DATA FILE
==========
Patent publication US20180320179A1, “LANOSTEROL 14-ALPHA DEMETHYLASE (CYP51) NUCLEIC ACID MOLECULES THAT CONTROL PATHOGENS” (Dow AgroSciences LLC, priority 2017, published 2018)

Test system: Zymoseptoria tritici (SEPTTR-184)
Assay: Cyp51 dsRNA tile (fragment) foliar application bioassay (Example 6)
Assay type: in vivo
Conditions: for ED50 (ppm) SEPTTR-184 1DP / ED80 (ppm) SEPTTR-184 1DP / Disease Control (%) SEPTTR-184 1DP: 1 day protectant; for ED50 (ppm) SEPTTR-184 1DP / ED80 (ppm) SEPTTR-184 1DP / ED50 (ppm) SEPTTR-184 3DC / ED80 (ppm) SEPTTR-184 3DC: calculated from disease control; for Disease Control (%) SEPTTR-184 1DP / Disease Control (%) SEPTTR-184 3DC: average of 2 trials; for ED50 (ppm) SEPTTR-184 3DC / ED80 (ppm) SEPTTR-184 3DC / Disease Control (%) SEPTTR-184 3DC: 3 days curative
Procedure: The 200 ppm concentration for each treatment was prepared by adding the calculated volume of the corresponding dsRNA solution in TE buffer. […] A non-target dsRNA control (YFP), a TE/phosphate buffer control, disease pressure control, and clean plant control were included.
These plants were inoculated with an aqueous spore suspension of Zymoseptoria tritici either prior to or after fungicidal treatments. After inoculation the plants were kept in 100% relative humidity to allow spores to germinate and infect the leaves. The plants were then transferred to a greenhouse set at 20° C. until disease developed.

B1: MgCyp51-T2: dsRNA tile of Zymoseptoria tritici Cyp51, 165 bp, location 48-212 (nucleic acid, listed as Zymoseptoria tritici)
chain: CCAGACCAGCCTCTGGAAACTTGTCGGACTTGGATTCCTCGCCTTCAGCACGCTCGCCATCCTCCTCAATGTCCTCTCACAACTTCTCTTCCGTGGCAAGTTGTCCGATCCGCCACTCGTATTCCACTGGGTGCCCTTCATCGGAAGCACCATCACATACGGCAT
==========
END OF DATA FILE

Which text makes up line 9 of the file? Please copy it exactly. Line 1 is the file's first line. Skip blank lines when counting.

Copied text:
chain: CCAGACCAGCCTCTGGAAACTTGTCGGACTTGGATTCCTCGCCTTCAGCACGCTCGCCATCCTCCTCAATGTCCTCTCACAACTTCTCTTCCGTGGCAAGTTGTCCGATCCGCCACTCGTATTCCACTGGGTGCCCTTCATCGGAAGCACCATCACATACGGCAT